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location Jakarta, Indonesia
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visits member for 2 years, 6 months
seen 19 hours ago

I don't fill in brag boxes.


Aug
25
reviewed Approve suggested edit on A word for converting numbers to (number / 1000) + K
Aug
25
answered “Being myself of the feminine gender…” Gender ? Or sex?
Aug
24
comment Eww! Has it crossed the pond yet?
Mari-Lou... as well as being a bit condescending there - what makes you assume I don't know anything about corpora? - I did say it was from Ngram so it is not me asserting anything. It is me investigating in the quickest and easiest way whether your assumption that 'eww' began in the states is actually true and reporting what Ngram said. Plus, whatever the shortcomings of Ngram, the assumption that it is always wrong is logically indefensible.
Aug
23
comment Eww! Has it crossed the pond yet?
Janus... as far as I can see, it is used in Indonesian, and Chinese, and Malay, though there is something of the Observers Dilemma here, as in I don't know how common it is in Indonesia when there isn't this white guy listening!
Aug
23
comment Eww! Has it crossed the pond yet?
Depending how many w's you use in spelling, a quick fiddle with Ngram has it being around since the 1900's, with a preference for 'eww' in BE and 'ewww' in AE. As for crossing the pond... I live and work in SEA and it is commonplace here, so it has done more than just cross the Atlantic - assuming it isn't a universal sound that has no particular origin.
Aug
23
reviewed Approve suggested edit on What do we call the “rd” in “3ʳᵈ” and the “th” in “9ᵗʰ”?
Aug
22
comment Pronounce abreviation/acronym as word or based
Not sure I would call it arbitrary - ease of articulation has a lot to do with it - but I agree that the pronunciation is not rule driven. It is more of a convention. I was thinking of Nato, were the -ay- does not reflect the initial [a] of Atlantic. Incidentally, I have never heard of FAQ being anything but ef-ay-cue, probably because 'fak' is too close to an obscenity in my country. I am quite curious about where Wiki gets that one from.
Aug
18
comment “He walks as if he is drunk.” Grammatically correct ? Any difference in meaning from “…as if he were drunk.”?
The walking drunk is right now, while the rain is a prediction. The prediction is based on current evidence of clouds or whatever, which is the "it looks as if" part, and the evidence of clouds is real. In short "it looks as if it is going to" is real and current, not hypothetical or an opinion or a belief, but "as if he were drunk" is.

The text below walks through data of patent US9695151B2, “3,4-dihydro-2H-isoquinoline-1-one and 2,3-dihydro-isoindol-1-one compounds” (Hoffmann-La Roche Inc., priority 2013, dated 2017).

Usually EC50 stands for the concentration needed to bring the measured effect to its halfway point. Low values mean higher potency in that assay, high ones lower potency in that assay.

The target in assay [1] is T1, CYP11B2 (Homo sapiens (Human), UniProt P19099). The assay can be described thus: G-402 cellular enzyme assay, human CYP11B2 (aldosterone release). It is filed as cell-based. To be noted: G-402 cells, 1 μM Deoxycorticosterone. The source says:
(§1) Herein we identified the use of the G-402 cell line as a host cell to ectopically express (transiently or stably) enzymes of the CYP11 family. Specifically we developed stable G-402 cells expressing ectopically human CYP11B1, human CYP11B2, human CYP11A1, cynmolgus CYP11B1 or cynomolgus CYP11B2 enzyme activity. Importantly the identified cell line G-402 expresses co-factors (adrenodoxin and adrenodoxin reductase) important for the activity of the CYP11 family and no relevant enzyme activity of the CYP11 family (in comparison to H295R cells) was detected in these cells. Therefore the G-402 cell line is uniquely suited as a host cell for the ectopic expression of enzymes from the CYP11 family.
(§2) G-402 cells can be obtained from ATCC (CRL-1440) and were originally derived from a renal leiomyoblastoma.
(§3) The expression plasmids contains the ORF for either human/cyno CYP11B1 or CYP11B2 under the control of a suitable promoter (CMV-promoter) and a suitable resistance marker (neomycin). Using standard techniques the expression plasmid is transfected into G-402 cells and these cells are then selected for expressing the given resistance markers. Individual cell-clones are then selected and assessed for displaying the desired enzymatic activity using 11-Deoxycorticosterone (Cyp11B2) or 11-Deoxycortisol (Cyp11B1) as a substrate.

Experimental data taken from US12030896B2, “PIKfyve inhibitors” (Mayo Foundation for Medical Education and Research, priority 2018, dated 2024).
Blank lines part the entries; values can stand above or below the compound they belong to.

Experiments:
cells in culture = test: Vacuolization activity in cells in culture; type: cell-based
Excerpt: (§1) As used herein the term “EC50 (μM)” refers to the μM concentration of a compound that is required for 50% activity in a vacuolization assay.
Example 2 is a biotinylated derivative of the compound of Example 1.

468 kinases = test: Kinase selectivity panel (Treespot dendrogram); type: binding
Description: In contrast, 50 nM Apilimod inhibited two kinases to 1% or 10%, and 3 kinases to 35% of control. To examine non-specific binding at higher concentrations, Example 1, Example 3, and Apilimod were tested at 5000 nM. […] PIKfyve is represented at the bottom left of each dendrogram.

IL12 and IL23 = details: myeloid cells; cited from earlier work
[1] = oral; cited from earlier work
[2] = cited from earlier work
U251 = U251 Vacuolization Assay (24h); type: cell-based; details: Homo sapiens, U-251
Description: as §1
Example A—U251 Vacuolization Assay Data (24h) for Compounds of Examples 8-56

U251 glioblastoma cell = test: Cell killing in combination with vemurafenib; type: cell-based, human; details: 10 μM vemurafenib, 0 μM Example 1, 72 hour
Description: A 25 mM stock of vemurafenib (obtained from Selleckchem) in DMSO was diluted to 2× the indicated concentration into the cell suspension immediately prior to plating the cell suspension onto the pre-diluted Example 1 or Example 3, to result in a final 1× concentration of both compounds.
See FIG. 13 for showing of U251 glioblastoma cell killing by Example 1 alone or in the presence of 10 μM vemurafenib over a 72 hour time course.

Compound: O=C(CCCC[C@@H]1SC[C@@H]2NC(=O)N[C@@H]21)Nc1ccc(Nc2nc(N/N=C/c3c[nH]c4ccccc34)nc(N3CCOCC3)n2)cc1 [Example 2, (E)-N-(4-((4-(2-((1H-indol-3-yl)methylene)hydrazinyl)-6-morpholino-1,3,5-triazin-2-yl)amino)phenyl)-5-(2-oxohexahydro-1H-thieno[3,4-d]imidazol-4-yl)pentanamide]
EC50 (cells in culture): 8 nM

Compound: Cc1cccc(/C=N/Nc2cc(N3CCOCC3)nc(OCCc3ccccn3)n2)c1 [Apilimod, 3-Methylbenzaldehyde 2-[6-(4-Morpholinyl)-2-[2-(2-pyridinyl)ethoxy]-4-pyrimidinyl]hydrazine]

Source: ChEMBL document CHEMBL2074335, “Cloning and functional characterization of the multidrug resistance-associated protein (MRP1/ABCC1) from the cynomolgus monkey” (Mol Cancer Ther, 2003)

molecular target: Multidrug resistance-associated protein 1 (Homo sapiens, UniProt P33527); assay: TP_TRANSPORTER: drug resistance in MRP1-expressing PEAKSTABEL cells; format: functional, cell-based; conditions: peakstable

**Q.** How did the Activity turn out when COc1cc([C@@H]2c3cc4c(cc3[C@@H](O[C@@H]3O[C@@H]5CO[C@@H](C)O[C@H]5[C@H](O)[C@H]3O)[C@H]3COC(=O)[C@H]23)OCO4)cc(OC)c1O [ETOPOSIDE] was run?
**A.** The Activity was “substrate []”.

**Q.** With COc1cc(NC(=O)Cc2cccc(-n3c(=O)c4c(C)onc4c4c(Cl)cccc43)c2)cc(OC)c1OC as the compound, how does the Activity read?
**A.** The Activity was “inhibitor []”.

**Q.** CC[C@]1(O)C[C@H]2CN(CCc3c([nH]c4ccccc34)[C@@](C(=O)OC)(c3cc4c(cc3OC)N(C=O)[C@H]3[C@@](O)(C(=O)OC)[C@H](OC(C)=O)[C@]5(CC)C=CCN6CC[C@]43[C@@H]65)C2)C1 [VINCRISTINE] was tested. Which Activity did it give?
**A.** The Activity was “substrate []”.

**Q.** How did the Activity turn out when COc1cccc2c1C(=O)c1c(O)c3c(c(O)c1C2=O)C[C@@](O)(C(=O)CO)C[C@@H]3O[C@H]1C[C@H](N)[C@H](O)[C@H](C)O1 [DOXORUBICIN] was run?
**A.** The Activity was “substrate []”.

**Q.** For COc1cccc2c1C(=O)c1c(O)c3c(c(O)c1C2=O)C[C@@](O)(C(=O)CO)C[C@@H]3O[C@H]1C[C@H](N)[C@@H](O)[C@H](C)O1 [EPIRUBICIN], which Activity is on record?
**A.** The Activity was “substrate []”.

Aug
18
comment “He walks as if he is drunk.” Grammatically correct ? Any difference in meaning from “…as if he were drunk.”?
I agree that using 'is' could be natural, in the same way that "if I was rich..." is natural, but only because the subjubctive generally is being used less and less. However, if you don't know whether the individual in the example is drunk or not, then it is still irrealis. It is hypothetical, or an opinion, or a belief. The role of the subjunctive is to mark it as such so in pure grammatical terms it should be "he walks as if he were drunk". Whether that is common usage or not is a different issue...
Aug
17
answered “He walks as if he is drunk.” Grammatically correct ? Any difference in meaning from “…as if he were drunk.”?
Aug
17
reviewed Approve suggested edit on It is (was) … that … in plural forms for emphasis
Aug
17
comment The best time to go out for (a) dinner
Dinner is normally used as an uncountable noun, and therefore doesn't take an article. On some occasions, such as when want to refer to one single instance of having dinner, it can be treated as countable and given an article.
Aug
17
reviewed Approve suggested edit on The best time to go out for (a) dinner
Aug
13
comment Do I need to put a comma before every “because”?
Commas around a non-defining relative clause is quite a hard and fast rule.
Aug
13
answered Do I need to put a comma before every “because”?
Jun
8
reviewed Reject suggested edit on Is there a reason to use “mono” over “uni”?
Jun
8
reviewed Reject suggested edit on What does the word “s***storm” mean exactly?
May
28
reviewed Approve suggested edit on What's the difference between “puberty” and “adolescence”?
May
28
comment Is the opposite of 'within', 'without'?
You really think so? ~ ~ "archaic or literary - Outside: 'the barbarians without the gates' -> oxforddictionaries.com/definition/english/without
May
28
comment Is the opposite of 'within', 'without'?
"Wamba had improved their town and made it a fair and comfortable place to dwell in, and the barbarians without the gates were quieted now by frequent defeat." ~ ~ Does this sentence mean the barbarians outside the gates, or the barbarians who didn't own a single gate between them?